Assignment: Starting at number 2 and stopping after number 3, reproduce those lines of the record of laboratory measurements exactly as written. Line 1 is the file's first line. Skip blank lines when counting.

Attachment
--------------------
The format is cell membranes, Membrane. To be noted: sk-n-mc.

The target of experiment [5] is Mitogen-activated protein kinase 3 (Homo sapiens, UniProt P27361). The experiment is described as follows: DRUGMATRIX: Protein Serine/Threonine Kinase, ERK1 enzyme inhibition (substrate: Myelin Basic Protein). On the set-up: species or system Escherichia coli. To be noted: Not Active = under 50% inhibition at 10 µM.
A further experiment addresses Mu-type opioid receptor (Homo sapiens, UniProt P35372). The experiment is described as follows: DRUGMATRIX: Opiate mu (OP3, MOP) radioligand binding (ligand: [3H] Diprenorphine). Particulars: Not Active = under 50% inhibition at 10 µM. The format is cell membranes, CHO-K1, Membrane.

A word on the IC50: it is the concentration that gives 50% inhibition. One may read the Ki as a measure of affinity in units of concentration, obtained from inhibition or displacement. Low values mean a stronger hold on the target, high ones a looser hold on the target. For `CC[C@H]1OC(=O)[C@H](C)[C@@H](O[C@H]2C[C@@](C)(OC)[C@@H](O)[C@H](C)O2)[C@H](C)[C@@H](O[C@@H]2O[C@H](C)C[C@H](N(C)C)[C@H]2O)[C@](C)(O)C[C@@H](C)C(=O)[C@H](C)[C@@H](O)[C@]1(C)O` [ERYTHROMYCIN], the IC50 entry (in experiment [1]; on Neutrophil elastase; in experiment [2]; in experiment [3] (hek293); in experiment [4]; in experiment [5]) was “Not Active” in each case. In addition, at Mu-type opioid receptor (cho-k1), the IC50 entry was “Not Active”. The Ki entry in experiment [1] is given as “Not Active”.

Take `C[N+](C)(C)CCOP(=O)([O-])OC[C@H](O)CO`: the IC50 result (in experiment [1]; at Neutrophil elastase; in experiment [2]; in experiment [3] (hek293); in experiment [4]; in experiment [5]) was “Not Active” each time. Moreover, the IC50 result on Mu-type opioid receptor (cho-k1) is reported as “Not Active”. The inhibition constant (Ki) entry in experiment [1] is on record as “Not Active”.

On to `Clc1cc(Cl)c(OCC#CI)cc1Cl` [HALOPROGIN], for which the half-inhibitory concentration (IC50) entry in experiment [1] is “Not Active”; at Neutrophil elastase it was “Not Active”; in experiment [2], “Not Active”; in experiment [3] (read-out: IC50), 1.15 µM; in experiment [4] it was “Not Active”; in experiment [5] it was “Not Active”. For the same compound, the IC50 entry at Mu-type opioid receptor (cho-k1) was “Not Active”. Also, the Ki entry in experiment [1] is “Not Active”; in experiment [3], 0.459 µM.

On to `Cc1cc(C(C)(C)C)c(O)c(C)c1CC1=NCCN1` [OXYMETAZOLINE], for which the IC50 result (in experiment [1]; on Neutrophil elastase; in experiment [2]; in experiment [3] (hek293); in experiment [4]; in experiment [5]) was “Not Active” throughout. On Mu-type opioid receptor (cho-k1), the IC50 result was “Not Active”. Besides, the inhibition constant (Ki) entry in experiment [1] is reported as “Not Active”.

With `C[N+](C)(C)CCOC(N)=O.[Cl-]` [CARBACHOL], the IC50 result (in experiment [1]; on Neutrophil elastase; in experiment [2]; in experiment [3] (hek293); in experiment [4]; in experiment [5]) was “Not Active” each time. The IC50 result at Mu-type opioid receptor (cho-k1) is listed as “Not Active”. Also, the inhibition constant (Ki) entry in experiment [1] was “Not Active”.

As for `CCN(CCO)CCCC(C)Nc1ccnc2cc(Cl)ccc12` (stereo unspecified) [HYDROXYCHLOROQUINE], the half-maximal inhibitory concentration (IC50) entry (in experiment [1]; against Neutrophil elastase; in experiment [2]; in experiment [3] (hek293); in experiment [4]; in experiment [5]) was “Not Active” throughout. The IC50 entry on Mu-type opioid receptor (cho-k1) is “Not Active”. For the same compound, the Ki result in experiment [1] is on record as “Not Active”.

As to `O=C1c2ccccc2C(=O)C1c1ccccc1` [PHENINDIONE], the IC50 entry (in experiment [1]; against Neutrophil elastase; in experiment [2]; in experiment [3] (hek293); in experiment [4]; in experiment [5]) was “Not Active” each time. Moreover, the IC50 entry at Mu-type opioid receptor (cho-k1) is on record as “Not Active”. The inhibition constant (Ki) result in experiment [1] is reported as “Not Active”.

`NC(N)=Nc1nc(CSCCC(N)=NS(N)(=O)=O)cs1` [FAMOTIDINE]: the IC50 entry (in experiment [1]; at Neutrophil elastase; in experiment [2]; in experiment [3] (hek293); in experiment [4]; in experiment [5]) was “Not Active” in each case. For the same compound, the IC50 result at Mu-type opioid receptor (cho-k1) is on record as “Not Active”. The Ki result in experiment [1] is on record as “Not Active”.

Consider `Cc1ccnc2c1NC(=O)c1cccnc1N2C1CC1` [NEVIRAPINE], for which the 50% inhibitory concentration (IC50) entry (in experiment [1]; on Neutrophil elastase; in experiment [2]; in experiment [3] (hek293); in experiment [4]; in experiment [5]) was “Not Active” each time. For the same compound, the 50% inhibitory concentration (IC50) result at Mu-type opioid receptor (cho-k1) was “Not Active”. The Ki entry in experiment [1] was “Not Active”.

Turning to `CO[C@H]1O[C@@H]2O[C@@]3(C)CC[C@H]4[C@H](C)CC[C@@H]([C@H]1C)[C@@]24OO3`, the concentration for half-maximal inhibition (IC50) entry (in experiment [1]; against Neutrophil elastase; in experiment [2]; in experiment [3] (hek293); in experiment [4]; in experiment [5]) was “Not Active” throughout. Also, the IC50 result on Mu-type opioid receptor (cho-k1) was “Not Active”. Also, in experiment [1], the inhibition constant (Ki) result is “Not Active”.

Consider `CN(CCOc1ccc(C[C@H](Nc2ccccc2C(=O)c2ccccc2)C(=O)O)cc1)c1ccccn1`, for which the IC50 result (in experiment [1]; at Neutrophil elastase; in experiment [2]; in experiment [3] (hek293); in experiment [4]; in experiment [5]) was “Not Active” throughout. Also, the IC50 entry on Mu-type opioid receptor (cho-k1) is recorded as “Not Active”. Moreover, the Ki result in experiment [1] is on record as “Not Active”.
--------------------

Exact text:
The target of experiment [5] is Mitogen-activated protein kinase 3 (Homo sapiens, UniProt P27361). The experiment is described as follows: DRUGMATRIX: Protein Serine/Threonine Kinase, ERK1 enzyme inhibition (substrate: Myelin Basic Protein). On the set-up: species or system Escherichia coli. To be noted: Not Active = under 50% inhibition at 10 µM.
A further experiment addresses Mu-type opioid receptor (Homo sapiens, UniProt P35372). The experiment is described as follows: DRUGMATRIX: Opiate mu (OP3, MOP) radioligand binding (ligand: [3H] Diprenorphine). Particulars: Not Active = under 50% inhibition at 10 µM. The format is cell membranes, CHO-K1, Membrane.